I admit that with the Sherlock Series 3 premiere just a few days away, I’m sort of going on a Sherlock binge, so forgive me for my latest post being an ode to Sherlock fans. 🙂
I’ve only become a recent fan after being wowed by Benedict Cumberbatch’s performance in Star Trek: Into Darkness and Martin Freeman’s work in The Hobbit, and since I’m prone to watch BBC television anyways (thank you, Dr. Who and Robin Hood), it was only natural I’d become “Sherlocked” after watching the first episode. Two days and a boat load of popcorn later after viewing A Study in Pink, I had both series’ finished and have been patiently waiting for Series 3 ever since.
But one of the things I love about the Sherlock show (besides the amazing acting) is the character of Sherlock himself. Yes, he’s quirky, brilliant, and quick, and that makes him stand out as a character, but what enamored me the most with him is the growth he goes through as the series progresses.
When we first see Sherlock in A Study in Pink, he’s a bit of a loner. He doesn’t have many friends. He isn’t on the best of terms with his brother. His ability to relate to people is questioned by everyone around him. He’s almost seen as this cold-hearted, un-compassionate genius who loves nothing but solving cases. The guy left poor Watson in the middle of a street, for crying out loud. But by the time we see him in Reichenbach Fall, we see a different Sherlock than what we saw in the beginning. We see him teary and risking everything for the sake of the few friends he has. As the series progressed between episodes, we saw Sherlock slowly transform from a cold piece of brilliance to someone who really does have a heart buried beneath the intelligence. Grant it, he’s still not as sentimental as Watson, and probably never will be, but if there’s anything we’ve learned at the end of Reichenbach, we’ve learned Sherlock really does care. (He just may not know how to show it properly.) In essence, his character developed over time. He grew in his interactions with others.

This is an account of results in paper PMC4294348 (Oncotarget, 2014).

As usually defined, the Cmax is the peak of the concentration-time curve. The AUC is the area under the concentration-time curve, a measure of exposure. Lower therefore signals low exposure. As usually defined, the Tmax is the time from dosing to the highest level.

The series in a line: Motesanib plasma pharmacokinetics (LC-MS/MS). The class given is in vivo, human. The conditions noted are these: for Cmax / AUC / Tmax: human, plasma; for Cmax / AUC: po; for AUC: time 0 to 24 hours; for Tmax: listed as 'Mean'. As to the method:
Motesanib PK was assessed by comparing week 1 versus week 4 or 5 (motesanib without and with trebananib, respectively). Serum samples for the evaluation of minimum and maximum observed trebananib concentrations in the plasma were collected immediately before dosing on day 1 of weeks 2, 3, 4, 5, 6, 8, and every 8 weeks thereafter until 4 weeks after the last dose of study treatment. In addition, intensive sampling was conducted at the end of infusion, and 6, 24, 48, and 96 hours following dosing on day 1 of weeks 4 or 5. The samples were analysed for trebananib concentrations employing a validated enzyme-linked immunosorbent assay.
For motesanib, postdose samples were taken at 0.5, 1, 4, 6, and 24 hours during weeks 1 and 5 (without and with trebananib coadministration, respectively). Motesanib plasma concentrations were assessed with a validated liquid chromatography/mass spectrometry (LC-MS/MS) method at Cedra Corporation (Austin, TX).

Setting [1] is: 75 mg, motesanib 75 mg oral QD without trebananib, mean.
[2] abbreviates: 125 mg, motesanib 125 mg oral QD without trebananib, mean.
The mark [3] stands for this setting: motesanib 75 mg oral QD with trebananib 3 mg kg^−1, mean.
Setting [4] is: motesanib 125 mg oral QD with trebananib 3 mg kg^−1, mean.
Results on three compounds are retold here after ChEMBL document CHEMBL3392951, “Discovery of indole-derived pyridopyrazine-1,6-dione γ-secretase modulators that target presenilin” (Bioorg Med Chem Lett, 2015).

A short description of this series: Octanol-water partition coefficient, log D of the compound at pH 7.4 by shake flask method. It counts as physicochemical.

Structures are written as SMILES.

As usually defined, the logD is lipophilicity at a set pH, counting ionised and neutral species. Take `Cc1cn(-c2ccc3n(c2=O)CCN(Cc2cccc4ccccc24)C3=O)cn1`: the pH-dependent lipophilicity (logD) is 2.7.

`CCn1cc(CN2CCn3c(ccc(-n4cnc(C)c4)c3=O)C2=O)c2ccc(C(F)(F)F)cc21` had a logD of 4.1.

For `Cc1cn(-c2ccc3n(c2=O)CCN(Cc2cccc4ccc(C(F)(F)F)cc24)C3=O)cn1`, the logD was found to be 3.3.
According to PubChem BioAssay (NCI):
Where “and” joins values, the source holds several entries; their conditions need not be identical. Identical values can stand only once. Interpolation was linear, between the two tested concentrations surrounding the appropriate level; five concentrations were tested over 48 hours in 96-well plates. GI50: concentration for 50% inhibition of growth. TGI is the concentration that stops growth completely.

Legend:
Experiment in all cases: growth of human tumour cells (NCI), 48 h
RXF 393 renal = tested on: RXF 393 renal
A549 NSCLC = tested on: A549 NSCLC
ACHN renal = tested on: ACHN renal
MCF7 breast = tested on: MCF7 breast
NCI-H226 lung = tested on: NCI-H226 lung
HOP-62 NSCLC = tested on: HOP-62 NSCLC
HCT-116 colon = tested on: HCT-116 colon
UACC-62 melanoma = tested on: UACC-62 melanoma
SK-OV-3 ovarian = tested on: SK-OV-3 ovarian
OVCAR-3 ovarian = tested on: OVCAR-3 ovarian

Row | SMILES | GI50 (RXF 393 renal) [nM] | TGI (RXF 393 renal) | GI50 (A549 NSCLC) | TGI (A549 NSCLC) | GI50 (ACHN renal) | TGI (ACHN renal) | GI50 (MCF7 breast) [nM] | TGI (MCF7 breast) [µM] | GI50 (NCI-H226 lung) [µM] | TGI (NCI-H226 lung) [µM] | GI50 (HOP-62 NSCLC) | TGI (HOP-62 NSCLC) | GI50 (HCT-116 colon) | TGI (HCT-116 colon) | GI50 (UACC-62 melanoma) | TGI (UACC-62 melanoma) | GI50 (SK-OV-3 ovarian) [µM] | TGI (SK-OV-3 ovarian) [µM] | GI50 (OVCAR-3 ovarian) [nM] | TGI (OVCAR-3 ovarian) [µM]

Character growth, or development, is essential to story. As an audience, we want to see that the hero (or even villain) has grown and learned his/her lesson or has become a better person in the end. A character who hasn’t experienced growth simply remains the same and may leave the reader or viewer unfulfilled with the story.